Most alarming of all, Baade says that many economic assessments of the impact of professional sports stadia are simply naive and ignore the true negative effects of the development. ‘With many of the impact studies, we see that the benefits are emphasised and the expenditure is neglected or, in some cases, ignored. If, for example, you were to finance the construction of a stadium through an increase in local sales taxes [a US system of local VAT], you’ve really got to consider not only the benefit derived from increased construction spending, but also the negative effects associated with the increased tax burden, such as less spending in the stores.’
The players themselves are not blameless, either. ‘When you have athletes being paid so much – for example, in the US the average baseball player earns more than $1million a year – a lot of those players are not even living in the community in which they play. It means that they are repatriating their earnings to their primary residences. So, new professional sports developments can trigger a financial outflow by diverting resources from locally-owned enterprises to professional enterprises where most of the revenues are going to owners and players who live elsewhere.’
Often, says Baade, investment in sports can divert resources away from more effective types of urban investment too. ‘When we consider the kinds of jobs that are created or induced by investment in professional sports, we are generally thinking about jobs that are seasonal, low skill and low wage in nature. Now, let’s say the money that is spent on building a new sports stadium is spent instead on subsidising a new industrial park. The jobs created in the industrial park may be year-round, high-skill and high-wage in nature. One of the realities that cities and regions need to address is, “What kind of jobs are we creating and what are the long-term implications for our economy of diverting resources away from, say, industrial parks, educational facilities, streets and sewers?” There are some very difficult trade-offs that need to be discussed.’
Even those associated with the Olympics admit that the balance sheets proclaiming their success can be a little misleading. ‘Investment goes into capital costs and running costs,’ explains Dyble. ‘A lot goes into capital accounts in particular, and just gets written off over a long period of time, after the event that it financed is finished and forgotten.’
But overall, says Mike Dyble, the Olympics are beneficial – even if you do not get to host them. ‘Our bid for the year 2000 Games probably cost about £8million, some of which was cash and some gifts in kind from companies like British Airways, who provided help with travel costs. But in turn, Manchester gained global publicity from its bid, and attracted millions in advance government infrastructure funding that it otherwise would not have seen.’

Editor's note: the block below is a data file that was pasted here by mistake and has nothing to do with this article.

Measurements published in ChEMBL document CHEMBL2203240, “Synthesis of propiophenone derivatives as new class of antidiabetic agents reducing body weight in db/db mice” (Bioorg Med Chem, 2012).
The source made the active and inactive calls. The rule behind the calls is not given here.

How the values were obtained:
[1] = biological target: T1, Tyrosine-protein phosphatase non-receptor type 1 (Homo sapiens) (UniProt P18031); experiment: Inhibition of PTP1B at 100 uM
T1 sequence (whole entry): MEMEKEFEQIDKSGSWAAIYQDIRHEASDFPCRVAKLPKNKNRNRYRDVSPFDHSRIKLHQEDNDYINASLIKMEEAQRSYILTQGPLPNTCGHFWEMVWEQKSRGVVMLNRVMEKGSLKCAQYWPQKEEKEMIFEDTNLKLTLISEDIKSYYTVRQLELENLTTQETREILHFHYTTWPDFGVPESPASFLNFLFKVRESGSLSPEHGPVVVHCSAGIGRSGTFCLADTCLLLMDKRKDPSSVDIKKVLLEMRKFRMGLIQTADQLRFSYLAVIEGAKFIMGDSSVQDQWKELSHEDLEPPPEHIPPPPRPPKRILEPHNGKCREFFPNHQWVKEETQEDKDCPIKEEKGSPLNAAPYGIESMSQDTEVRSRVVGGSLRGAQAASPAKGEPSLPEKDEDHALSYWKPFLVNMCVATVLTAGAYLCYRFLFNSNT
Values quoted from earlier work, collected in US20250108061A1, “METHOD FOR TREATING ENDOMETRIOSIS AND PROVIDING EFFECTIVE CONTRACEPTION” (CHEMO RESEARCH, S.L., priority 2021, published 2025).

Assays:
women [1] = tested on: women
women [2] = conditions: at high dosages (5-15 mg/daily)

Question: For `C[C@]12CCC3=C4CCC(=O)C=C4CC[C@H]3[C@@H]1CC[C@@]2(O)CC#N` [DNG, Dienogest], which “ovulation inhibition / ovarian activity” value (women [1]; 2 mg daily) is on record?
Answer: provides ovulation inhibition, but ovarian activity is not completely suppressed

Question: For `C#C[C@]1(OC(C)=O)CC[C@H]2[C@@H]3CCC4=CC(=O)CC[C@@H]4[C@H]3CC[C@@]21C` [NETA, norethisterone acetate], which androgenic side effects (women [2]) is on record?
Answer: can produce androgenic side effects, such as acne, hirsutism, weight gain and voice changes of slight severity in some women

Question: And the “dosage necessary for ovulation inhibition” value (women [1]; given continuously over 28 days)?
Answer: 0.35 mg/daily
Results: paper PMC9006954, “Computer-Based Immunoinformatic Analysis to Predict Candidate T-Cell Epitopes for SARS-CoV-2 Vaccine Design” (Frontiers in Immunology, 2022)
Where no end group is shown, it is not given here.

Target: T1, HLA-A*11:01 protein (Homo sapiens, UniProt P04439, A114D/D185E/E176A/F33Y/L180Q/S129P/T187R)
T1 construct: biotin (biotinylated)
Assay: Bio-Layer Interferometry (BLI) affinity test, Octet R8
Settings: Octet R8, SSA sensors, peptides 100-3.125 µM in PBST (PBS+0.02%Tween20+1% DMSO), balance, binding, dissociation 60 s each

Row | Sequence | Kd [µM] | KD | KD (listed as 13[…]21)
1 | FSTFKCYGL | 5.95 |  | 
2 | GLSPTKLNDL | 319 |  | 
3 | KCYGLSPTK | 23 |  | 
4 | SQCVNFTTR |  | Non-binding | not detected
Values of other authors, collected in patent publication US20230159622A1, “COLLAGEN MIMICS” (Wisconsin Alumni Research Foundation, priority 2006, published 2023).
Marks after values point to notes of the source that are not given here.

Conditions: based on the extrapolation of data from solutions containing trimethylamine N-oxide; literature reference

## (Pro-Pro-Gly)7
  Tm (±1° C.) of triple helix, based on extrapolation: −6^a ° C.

Among the results are Britain’s giant velodrome and the 16,000-seater ice hockey arena, which is the largest in Europe. ‘The £10million velodrome costs were borne by the Sports Council and Manchester gets all the spin-offs,’ says Dyble. ‘The arena is operated by Nynex which pays revenues to the city.’
Professor Terry Stevens, a leisure consultant from Swansea, has been comparing the impacts of new stadia in Atlanta with those in Barcelona, host to the 1992 Games. ‘Stadia are dramatic visual landmarks in a city. Used effectively for global events as well as the hosting of major league sports, they can make a very significant direct economic impact on the economy,’ he argues. ‘For example, in the last football season, Newcastle United estimated 170,000 Norwegians took short weekend breaks in the Newcastle area to go to St James’s Park. Today, if it was given a global event to host, the economic impact of tourist bed nights would to be dramatic. So, it all hinges on the stadium which is the heart around which the other venues operate.’
Stevens believes Atlanta will be successful because it has developed its Olympic facilities with their after-use in mind. ‘Atlanta is taking a radical approach. It is building an Olympic stadium, but at the end of the Games it literally gets cut in half. Half is demolished, the Atlanta Braves [an American football team] will move into the other half, and its old stadium will be demolished too, and the shooting range at Wolf Creek will be handed over to the Atlanta shooting club. So, it won’t have this embarrassment of huge venues that are under-utilised. Compare that with Barcelona, where new facilities were built that duplicated those already in the city. Barcelona football team had Nou Camp, a 120,000-seater stadium, but instead of using it as the Olympic stadium it built Monjuic, which now has no proper use. It hosts the occasional pop concert and athletic event, and the Barcelona Dragons, the city’s American football team, plays there. But its use is only partial.’